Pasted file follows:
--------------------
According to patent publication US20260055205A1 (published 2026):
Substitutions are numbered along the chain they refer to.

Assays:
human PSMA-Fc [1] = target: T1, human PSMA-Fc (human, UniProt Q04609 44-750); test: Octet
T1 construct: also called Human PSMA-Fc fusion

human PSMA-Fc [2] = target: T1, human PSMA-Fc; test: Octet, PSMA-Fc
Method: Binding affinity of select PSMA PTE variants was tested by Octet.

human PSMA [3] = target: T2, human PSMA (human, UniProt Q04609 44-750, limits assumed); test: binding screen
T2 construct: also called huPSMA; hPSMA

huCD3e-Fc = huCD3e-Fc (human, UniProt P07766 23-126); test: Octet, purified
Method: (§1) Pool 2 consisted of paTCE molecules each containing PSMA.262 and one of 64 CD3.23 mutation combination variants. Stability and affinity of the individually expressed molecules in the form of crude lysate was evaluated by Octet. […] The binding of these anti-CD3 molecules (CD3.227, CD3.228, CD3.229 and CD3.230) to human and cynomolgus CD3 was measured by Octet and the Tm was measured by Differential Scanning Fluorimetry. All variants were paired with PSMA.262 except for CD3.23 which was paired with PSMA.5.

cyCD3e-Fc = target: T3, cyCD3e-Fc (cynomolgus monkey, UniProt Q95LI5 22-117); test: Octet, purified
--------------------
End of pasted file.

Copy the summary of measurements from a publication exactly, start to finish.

According to patent publication US20260055205A1 (published 2026):
Substitutions are numbered along the chain they refer to.

Assays:
human PSMA-Fc [1] = target: T1, human PSMA-Fc (human, UniProt Q04609 44-750); test: Octet
T1 construct: also called Human PSMA-Fc fusion

human PSMA-Fc [2] = target: T1, human PSMA-Fc; test: Octet, PSMA-Fc
Method: Binding affinity of select PSMA PTE variants was tested by Octet.

human PSMA [3] = target: T2, human PSMA (human, UniProt Q04609 44-750, limits assumed); test: binding screen
T2 construct: also called huPSMA; hPSMA

huCD3e-Fc = huCD3e-Fc (human, UniProt P07766 23-126); test: Octet, purified
Method: (§1) Pool 2 consisted of paTCE molecules each containing PSMA.262 and one of 64 CD3.23 mutation combination variants. Stability and affinity of the individually expressed molecules in the form of crude lysate was evaluated by Octet. […] The binding of these anti-CD3 molecules (CD3.227, CD3.228, CD3.229 and CD3.230) to human and cynomolgus CD3 was measured by Octet and the Tm was measured by Differential Scanning Fluorimetry. All variants were paired with PSMA.262 except for CD3.23 which was paired with PSMA.5.

cyCD3e-Fc = target: T3, cyCD3e-Fc (cynomolgus monkey, UniProt Q95LI5 22-117); test: Octet, purified